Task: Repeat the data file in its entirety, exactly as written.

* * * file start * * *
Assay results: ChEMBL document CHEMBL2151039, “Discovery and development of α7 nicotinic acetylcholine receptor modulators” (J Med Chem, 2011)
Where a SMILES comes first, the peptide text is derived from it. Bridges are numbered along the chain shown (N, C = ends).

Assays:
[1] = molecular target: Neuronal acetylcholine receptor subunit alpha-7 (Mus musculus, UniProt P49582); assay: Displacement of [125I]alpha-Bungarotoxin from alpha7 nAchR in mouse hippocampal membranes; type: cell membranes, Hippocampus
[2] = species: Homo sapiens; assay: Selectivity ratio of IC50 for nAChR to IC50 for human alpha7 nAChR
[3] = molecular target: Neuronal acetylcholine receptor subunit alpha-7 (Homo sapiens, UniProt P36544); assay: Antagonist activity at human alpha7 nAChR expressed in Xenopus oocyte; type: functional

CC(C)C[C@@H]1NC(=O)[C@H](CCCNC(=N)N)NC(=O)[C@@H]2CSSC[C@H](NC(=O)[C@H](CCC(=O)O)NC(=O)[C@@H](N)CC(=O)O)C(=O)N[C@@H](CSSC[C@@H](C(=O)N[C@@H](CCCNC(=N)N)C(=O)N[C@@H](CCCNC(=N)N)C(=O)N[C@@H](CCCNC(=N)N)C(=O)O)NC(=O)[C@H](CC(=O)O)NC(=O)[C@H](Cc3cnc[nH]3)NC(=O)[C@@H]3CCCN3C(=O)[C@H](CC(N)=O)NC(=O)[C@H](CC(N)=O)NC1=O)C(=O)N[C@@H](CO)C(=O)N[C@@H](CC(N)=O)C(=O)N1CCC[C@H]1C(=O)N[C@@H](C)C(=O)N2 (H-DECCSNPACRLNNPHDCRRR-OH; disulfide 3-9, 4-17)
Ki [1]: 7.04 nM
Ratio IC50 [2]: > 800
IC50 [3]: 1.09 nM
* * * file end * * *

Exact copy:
Assay results: ChEMBL document CHEMBL2151039, “Discovery and development of α7 nicotinic acetylcholine receptor modulators” (J Med Chem, 2011)
Where a SMILES comes first, the peptide text is derived from it. Bridges are numbered along the chain shown (N, C = ends).

Assays:
[1] = molecular target: Neuronal acetylcholine receptor subunit alpha-7 (Mus musculus, UniProt P49582); assay: Displacement of [125I]alpha-Bungarotoxin from alpha7 nAchR in mouse hippocampal membranes; type: cell membranes, Hippocampus
[2] = species: Homo sapiens; assay: Selectivity ratio of IC50 for nAChR to IC50 for human alpha7 nAChR
[3] = molecular target: Neuronal acetylcholine receptor subunit alpha-7 (Homo sapiens, UniProt P36544); assay: Antagonist activity at human alpha7 nAChR expressed in Xenopus oocyte; type: functional

CC(C)C[C@@H]1NC(=O)[C@H](CCCNC(=N)N)NC(=O)[C@@H]2CSSC[C@H](NC(=O)[C@H](CCC(=O)O)NC(=O)[C@@H](N)CC(=O)O)C(=O)N[C@@H](CSSC[C@@H](C(=O)N[C@@H](CCCNC(=N)N)C(=O)N[C@@H](CCCNC(=N)N)C(=O)N[C@@H](CCCNC(=N)N)C(=O)O)NC(=O)[C@H](CC(=O)O)NC(=O)[C@H](Cc3cnc[nH]3)NC(=O)[C@@H]3CCCN3C(=O)[C@H](CC(N)=O)NC(=O)[C@H](CC(N)=O)NC1=O)C(=O)N[C@@H](CO)C(=O)N[C@@H](CC(N)=O)C(=O)N1CCC[C@H]1C(=O)N[C@@H](C)C(=O)N2 (H-DECCSNPACRLNNPHDCRRR-OH; disulfide 3-9, 4-17)
Ki [1]: 7.04 nM
Ratio IC50 [2]: > 800
IC50 [3]: 1.09 nM